What to read? 10 books you might have missed in 2023

18.12.2023Edited by

Every year, publishers release hundreds of books - novels, detectives, adventures, biographies, non-fiction on a variety of topics and more. Of course, it's hard to keep up with all the new products, let alone read them. That's why the founders of the Stitch Book Project, along with editor and writer Anastasia Sopikova, have put together for us 10 books you might (in vain and completely accidentally) miss in 2023.

5 fiction books about pressing contemporary issues through the lens of fiction

Paul Pepperstein. A velvet kibitka

Pepperstein’s “Velvet Kibitka” is a journey back to childhood. The author himself, founder of the “psychedelic realism” movement, calls the text a “euphoric detective story.” What are we investigating? Childhood. It is the guide here, leading the reader through ghostly and real worlds. Childhood according to Pepperstein is a time of collecting symbolic treasures that may contain secret knowledge.

Why you can’t miss it: Everyone’s childhood memories are different – no one else’s. And here is a model for analyzing childhood as a cultural phenomenon – something we can borrow from Pepperstein.

Margarita Ronjina. A loner

The heroine of Margarita Ronzhina’s debut novel, The Loner, 26-year-old solo mom Sasha realizes that something is wrong with her newborn son. The arrival of a child almost always turns a parent’s world upside down, and if the child is special, the world often goes downhill altogether. And Sasha rolls with him, but still holds on to the edge.

Why You Can’t Miss It: Postpartum depression has been talked about more and more in recent years, and Ronjina’s book joins a chorus of increasingly louder voices. It makes visible problems that were previously overlooked.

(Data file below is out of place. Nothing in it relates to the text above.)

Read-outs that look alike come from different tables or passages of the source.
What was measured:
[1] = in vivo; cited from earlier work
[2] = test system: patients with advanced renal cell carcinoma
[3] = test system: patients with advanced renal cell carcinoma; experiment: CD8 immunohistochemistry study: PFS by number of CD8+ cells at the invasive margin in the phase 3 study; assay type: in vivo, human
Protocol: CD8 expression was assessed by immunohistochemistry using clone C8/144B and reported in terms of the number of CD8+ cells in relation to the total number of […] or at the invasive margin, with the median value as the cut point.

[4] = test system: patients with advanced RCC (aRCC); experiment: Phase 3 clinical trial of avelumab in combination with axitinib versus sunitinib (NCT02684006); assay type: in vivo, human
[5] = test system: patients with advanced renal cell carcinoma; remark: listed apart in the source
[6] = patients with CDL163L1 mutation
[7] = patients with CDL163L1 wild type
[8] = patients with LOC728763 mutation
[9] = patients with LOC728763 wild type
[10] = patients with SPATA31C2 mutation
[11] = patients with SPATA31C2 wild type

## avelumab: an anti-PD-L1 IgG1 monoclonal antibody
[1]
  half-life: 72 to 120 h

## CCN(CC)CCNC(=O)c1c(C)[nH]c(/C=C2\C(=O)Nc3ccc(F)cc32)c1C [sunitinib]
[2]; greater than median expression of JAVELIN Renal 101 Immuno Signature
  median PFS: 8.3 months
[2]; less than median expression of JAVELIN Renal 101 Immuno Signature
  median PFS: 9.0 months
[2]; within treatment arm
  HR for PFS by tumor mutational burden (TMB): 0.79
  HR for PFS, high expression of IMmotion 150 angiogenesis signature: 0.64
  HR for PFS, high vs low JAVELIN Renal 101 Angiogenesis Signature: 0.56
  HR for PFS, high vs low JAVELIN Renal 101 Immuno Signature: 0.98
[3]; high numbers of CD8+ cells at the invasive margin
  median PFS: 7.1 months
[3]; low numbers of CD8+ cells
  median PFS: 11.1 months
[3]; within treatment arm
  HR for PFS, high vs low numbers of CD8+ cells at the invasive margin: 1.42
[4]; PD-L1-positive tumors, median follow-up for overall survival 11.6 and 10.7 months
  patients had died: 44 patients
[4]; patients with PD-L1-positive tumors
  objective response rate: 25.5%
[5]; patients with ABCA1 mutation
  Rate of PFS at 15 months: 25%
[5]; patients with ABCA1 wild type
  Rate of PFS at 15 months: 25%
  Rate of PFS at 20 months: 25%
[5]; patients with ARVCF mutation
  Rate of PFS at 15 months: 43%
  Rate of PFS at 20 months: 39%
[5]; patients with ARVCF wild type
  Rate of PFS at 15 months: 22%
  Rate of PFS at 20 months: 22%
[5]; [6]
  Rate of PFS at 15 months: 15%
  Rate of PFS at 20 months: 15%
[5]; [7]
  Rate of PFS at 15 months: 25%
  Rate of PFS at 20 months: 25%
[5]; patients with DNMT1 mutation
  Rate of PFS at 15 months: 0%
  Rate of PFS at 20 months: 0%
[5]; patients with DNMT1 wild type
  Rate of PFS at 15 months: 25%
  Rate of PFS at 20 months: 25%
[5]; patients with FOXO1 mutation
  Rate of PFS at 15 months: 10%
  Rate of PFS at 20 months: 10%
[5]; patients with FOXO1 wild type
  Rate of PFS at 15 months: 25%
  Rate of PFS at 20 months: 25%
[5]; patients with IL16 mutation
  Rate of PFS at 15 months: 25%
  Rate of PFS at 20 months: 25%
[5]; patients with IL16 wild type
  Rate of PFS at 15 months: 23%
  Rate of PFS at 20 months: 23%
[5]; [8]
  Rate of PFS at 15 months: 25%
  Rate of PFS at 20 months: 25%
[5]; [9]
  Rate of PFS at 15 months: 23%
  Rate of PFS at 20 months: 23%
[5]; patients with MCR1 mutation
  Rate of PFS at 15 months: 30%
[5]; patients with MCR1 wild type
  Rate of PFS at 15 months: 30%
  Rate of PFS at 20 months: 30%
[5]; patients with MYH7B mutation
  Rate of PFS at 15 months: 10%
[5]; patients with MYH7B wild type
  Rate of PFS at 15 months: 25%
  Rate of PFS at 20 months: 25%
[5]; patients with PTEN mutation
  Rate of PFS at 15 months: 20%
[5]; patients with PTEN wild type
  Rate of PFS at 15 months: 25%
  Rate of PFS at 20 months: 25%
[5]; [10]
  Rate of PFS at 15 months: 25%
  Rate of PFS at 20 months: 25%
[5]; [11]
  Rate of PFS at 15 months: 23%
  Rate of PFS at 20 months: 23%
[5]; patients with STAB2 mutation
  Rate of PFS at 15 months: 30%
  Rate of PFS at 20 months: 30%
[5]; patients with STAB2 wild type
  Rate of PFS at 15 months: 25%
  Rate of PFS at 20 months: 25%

Daria Bobyleva. The store is open until darkness falls

Thirty-year-old blogger Slavik gets a job at an antique store where everything is strange. The staff – red-haired fury Matilda and sexless angel-like Zheniechka – behave suspiciously, the customers are all urban lunatics, things are not what they seem. Flashbacks to pre-revolutionary times seem to clarify things, but then confuse things further.

Why you can’t miss it: “The scarier real life is, the more pleasant it is to dive into the cozy world of horror,” says Daria Bobyleva. All the more so because Bobyleva’s world is crystal recognizable, sometimes to the point of laughter bursting out at the reader even where the story should have been frightening.

Colson Whitehead. Nickel boys

Sixteen-year-old African-American teenager Elwood Curtis dreams of becoming a teacher. However, due to a false accusation of a crime, he ends up in a correctional facility, Nickel Academy. Here, foster children are physically and emotionally abused, and those who resist are taken “to the backyards.” Elwood is helped by his friendship with his complete opposite, Turner. Together they try to change the orders reigning in “Nickel”, but it ends in tragedy.

Why you can’t miss it: Whitehead’s novel is based on the true story of a reform school in Florida that crippled the lives of thousands of teenagers over a hundred years. In 2020, Whitehead won the Pulitzer Prize for this book.

Oksana Vasyakina. Rose

The final novel of Vasyakina’s trilogy, written in the genre of autoshicction, is a fictionalized account of a personal emotional experience. The first two parts are dedicated to the writer’s parents, the third to her aunt, Svetlana, who lived, as many would say, an “anti-social life” and died of tuberculosis. The post-Soviet town of Ust-Ilimsk in Siberia, family holidays where everyone is alone, the sense of the body as darkness and a dungeon. And at the same time there is a lot of freedom in the main character. Freedom sprouting through her infirmities and society’s wrong decisions of a little person, but perhaps right if you look at life as a path to absolute freedom.

Why you can’t miss it: In a time of universal achievement and productivity, Wasyakina invites discourse on the freedom of the new “little man.” “Rose” can be found in the “Contemporary Prose” boxed set of The Stalk Project, also featuring the acclaimed Sally Rooney and Gregory Servant.

5 nonfiction books about history and art in simple language

Nikolai Epple. An uncomfortable past

Nikolai Epple, philologist, translator, and researcher of historical memory, studies the experience of processing historical traumas by different states at different periods of their history. In recent years, we have all lived or witnessed shattering dramatic events from the aftermath of which there seems to be no recovery. But we should not forget that other countries have undergone similar processes of destruction – Epple talks about the experiences of Argentina, Spain, Japan, Germany and Poland. How was the collective trauma treated there? Is it possible to begin and complete this process in our community?